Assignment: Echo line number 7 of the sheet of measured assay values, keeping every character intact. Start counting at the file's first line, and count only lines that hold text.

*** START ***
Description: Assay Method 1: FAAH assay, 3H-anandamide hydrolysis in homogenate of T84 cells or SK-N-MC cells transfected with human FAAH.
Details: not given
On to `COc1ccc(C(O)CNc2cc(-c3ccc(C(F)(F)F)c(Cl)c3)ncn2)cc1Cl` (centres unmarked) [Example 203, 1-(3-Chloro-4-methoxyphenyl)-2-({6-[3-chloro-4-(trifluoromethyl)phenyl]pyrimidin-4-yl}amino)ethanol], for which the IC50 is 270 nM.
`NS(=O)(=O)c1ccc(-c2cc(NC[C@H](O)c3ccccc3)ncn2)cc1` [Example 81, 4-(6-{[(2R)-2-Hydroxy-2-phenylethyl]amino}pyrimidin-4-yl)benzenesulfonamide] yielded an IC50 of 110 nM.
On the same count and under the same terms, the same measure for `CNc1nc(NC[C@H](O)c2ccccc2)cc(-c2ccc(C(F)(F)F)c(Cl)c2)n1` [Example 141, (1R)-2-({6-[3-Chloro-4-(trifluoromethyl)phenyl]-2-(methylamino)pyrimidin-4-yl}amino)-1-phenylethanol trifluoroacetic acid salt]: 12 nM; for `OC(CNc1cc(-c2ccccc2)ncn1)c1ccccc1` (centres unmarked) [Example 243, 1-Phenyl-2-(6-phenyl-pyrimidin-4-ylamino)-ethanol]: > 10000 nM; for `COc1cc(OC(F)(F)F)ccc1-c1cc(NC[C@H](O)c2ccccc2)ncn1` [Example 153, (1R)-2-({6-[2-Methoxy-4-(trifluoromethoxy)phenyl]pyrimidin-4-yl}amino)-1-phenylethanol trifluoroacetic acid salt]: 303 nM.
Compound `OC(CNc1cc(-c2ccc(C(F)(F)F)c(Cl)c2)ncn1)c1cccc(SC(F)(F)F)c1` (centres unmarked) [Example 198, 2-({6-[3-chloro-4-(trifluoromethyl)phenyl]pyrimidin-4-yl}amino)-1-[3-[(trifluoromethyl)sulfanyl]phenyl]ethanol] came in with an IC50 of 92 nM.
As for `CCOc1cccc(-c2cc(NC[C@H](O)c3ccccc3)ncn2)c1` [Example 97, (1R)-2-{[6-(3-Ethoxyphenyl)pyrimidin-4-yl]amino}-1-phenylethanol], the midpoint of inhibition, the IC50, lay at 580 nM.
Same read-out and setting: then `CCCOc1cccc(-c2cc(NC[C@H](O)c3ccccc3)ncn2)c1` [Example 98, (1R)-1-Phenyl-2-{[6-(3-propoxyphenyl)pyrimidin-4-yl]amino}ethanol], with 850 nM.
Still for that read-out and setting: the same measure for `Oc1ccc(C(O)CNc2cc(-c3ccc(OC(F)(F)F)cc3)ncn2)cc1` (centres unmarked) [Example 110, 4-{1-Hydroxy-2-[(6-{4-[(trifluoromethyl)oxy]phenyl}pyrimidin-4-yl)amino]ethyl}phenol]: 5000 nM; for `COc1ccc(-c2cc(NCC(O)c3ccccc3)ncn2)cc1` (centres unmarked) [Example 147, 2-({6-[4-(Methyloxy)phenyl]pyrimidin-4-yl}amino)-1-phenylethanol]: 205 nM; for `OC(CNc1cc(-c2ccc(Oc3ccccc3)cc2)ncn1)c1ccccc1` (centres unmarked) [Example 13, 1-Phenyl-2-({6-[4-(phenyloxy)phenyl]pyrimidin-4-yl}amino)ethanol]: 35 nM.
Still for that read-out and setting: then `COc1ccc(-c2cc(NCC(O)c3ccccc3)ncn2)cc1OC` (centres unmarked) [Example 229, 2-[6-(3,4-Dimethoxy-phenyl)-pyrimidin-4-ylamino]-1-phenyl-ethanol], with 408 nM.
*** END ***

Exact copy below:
As for `CCOc1cccc(-c2cc(NC[C@H](O)c3ccccc3)ncn2)c1` [Example 97, (1R)-2-{[6-(3-Ethoxyphenyl)pyrimidin-4-yl]amino}-1-phenylethanol], the midpoint of inhibition, the IC50, lay at 580 nM.